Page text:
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“Schools are failing our children. The solution lies in art education.”

Published 14 June 2019

As art-making is ebbed out of schools across the country, we overlook the skills it delivers – strengths that should be the envy of “proper” academic education, says Michael Craig-Martin.

  • I believe that the principles underlying art education are generally misunderstood, and that it represents an untapped resource and potential model for educational programmes.

    Because academic education is so completely dominant, and because most people’s personal experiences of education consist solely of academic education, it is widely assumed that this is what we mean by true education. From this standpoint art education is widely regarded as marginal, indulgent, “easy”, not properly serious. This is why it is often relegated to the periphery of educational programmes or, as we often find today, eliminated from the curriculum entirely.

    The fact is that art education is fundamentally different from normal academic education, and it is this critical difference that makes it potentially so useful and important. It represents a true alternative.

  • Michael Craig-Martin RA, Untitled (Watch Fragment Yellow)

    Michael Craig-Martin RA, Untitled (Watch Fragment Yellow), 2018.

    Acrylic on aluminium. 90 x 90 cm. © The artist. Courtesy the artist and Gagosian. Photo: Mike Bruce.

  • Art education involves a fundamental alteration in the relationship between the student and the subject. In normal academic subjects – philosophy, history, art history, the physical sciences, the social sciences – the subject exists within its own right. The subject is indifferent to whether one studies it or not and is not affected by one’s study, except at the very highest level of work. The student must approach the subject submissively, start with generally agreed basics, and gradually build a more and more complex network of understanding.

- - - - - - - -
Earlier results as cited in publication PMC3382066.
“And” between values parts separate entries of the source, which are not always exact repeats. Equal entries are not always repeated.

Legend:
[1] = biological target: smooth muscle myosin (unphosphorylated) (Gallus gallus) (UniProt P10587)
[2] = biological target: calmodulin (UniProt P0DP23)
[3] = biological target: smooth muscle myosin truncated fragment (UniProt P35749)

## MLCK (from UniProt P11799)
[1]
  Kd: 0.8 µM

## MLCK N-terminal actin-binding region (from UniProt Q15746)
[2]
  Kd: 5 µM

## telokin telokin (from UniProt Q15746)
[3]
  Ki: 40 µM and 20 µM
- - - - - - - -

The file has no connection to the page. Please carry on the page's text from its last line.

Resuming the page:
Art education is based on the premise that one can best learn about art through the direct experience of making it oneself, rather than through the academic route of learning about it. Art is not a subject in the academic sense at all. The minute one starts making art, one has already jumped in the deep end. Although at various points historically people have proposed hierarchically based study programmes for art, the fact is that there are no obvious or agreed basics.

    The most commonplace misunderstanding about art education, even today, concerns the role of life drawing. While it is perfectly reasonable to seek to draw the human figure, to do so is to learn a skill, and this skill will not in itself lead to a better understanding of art or how to make art. Art employs skills but is not a skill.

  • Art education is fundamentally different from normal academic education, and it is this critical difference that makes it potentially so useful and important. It represents a true alternative.

    Michael Craig-Martin

  • In art, understanding does not build in a straightforward incremental way, with the simple leading to the complex. Art reveals itself whenever a student takes responsibility for what they do. Making art demands personal honesty, emotional vulnerability, commitment and passion. Understanding develops through personal experience.

    In art education it is the individual who plays the central role, who accesses and animates the subject, and art, far from indifferent, responds accordingly. Obviously this puts the art student in a position where certain characteristics are required and nourished: self-discipline, critical observation, assumption of responsibility, creativity, responsiveness, ability to adjust and adapt to change.

    Virtually every educationalist in the world today would agree that the qualities listed above should be the ultimate aim of all education for young people facing the challenges of the contemporary world. I believe that art education by its nature develops these characteristics in a way that academic education does not. Whether those who study art in this way become artists or not is not important; their education will positively inform the whole of their lives, no matter what they choose to do.

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